U.S. KC-10 aerial refueler loses refueling boom that falls in a hay-field

Nov 02 2016 - 4 Comments

A KC-10 Extender has lost its flying boom. Someone’s found it in his hay-field….

A U.S. Air Force KC-10 Extender aerial refueler belonging to the 60th Air Mobility Wing was forced to perform an emergency landing at Mountain Home Air Force Base, Idaho, on Nov. 1, at 11:20 a.m. Pacific Daylight Time, after losing its flying boom.

According to an official release from Travis AFB, California, where the aircraft is based, the KC-10 was conducting training in support of Mountain Home AFB’s Gunfighter Flag Exercise when the refueling boom separated from the aircraft near the range complex.

Used as the standard aerial refueling system for U.S. Air Force fixed-wing aircraft the flying boom is a rigid, telescoping tube, maneuvered by a “boom operator” by means of a control stick.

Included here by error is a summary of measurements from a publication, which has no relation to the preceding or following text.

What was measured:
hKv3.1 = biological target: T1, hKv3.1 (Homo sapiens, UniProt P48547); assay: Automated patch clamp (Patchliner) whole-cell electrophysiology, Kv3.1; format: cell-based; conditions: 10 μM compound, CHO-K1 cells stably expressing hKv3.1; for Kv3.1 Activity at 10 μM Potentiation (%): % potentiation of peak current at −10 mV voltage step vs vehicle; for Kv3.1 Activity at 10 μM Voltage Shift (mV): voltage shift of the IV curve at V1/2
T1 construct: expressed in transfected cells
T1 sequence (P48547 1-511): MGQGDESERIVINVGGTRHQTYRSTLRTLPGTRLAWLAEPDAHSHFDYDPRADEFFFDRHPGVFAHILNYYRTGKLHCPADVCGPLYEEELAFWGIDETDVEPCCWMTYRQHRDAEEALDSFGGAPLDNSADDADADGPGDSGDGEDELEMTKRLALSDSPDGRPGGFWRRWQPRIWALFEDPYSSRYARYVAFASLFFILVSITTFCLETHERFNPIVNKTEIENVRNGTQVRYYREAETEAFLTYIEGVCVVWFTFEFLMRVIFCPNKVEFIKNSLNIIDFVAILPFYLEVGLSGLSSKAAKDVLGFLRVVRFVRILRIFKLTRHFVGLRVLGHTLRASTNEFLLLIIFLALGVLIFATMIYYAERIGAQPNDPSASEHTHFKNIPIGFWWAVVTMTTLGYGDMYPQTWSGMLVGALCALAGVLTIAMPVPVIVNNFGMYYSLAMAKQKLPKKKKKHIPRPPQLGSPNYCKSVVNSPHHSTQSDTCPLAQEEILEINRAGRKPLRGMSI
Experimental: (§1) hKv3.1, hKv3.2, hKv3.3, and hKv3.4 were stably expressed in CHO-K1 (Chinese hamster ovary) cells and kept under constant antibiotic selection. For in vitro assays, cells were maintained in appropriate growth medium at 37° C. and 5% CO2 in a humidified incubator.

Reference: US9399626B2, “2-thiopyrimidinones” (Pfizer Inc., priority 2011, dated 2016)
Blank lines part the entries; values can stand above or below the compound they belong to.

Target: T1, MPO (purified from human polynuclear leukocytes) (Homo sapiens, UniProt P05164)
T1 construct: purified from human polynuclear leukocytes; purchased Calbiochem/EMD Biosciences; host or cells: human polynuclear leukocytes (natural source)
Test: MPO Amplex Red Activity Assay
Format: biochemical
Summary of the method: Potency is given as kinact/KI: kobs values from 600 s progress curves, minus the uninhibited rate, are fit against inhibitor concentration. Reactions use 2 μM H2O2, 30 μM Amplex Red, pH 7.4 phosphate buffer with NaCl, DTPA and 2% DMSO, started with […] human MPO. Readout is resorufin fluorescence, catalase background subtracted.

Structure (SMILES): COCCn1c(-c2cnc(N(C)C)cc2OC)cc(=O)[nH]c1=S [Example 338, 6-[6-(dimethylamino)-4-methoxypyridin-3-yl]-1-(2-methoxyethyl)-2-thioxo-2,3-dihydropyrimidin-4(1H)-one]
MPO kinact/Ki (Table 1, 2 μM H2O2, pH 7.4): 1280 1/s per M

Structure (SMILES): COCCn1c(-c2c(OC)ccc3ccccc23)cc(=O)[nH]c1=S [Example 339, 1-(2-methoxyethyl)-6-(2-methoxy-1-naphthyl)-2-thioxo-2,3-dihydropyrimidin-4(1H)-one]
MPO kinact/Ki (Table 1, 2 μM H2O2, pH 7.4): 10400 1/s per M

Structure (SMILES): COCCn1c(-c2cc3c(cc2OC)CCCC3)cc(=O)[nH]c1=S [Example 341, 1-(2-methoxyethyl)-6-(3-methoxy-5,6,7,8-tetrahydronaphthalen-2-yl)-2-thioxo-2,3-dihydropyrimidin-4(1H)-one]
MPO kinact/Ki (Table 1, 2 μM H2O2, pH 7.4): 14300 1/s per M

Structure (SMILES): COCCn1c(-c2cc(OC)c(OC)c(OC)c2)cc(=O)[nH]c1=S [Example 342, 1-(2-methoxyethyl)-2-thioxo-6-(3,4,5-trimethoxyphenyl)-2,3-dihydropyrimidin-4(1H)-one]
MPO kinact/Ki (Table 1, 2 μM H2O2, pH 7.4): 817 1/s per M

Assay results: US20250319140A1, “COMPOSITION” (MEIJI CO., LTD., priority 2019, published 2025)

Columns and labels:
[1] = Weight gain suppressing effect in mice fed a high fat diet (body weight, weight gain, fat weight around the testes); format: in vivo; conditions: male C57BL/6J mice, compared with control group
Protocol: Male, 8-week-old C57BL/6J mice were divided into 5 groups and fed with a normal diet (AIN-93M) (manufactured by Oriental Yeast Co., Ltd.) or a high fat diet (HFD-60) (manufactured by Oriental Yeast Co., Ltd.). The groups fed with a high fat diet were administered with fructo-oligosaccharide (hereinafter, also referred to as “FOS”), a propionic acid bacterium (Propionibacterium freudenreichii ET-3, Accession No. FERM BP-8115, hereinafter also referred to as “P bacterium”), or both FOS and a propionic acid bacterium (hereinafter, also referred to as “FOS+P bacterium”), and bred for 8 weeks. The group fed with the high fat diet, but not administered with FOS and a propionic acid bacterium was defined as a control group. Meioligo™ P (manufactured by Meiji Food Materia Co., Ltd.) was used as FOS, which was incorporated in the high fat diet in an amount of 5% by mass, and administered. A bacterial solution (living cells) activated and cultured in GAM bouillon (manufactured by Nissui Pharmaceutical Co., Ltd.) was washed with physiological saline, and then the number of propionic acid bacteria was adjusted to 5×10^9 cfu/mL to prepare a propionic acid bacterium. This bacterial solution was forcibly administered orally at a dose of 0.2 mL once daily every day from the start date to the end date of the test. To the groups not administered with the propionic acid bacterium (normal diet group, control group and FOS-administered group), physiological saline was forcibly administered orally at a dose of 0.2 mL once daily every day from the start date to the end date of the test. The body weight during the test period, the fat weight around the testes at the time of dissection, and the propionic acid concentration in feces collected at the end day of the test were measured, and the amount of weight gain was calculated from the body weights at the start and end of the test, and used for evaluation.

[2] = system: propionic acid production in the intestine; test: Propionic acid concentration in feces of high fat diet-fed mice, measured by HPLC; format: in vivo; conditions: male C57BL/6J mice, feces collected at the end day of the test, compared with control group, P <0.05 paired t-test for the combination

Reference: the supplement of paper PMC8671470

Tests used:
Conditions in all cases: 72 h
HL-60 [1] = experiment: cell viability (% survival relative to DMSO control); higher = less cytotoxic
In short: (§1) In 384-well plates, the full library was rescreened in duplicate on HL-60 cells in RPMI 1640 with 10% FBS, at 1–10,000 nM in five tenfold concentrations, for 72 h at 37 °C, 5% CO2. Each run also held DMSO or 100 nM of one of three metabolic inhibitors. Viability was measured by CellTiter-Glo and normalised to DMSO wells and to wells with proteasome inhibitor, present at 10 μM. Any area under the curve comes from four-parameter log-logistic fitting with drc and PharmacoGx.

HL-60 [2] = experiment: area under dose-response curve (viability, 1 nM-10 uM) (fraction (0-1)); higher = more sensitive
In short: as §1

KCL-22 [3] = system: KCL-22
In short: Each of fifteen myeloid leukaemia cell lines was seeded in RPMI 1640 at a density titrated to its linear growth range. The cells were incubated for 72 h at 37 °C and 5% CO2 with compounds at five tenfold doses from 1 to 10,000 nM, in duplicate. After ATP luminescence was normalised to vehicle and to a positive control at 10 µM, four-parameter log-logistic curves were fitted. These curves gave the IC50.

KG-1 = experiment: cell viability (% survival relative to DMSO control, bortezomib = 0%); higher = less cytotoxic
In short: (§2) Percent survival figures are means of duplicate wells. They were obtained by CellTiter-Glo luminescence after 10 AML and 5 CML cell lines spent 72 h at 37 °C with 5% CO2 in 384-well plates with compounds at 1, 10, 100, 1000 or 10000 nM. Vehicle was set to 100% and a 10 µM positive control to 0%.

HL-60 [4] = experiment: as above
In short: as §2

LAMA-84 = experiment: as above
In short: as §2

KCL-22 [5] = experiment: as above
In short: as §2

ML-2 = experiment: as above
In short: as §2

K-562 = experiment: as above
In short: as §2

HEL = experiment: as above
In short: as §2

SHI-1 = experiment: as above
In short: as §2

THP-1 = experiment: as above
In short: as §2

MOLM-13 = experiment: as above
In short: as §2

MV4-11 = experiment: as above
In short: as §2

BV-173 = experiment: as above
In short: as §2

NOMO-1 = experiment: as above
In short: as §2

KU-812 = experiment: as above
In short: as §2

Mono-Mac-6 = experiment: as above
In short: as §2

This method has the advantage to eliminate the requirement for the receiver pilot to plug the probe into the hose’s drogue: once the aircraft has reached the refueling position the operator moves the boom to insert the tube in the receptacle of the receiver aircraft.

The aircraft made a successful emergency landing at Mountain Home AFB. “All crew members are safe and no injuries have been reported on the aircraft or on the ground,” says the release.

Interestingly, the photographs of the remains of the boom, taken by someone on the ground, emerged on social media.

Top image credit: U.S. Air Force. Above embed from Air Force amn/nco/snco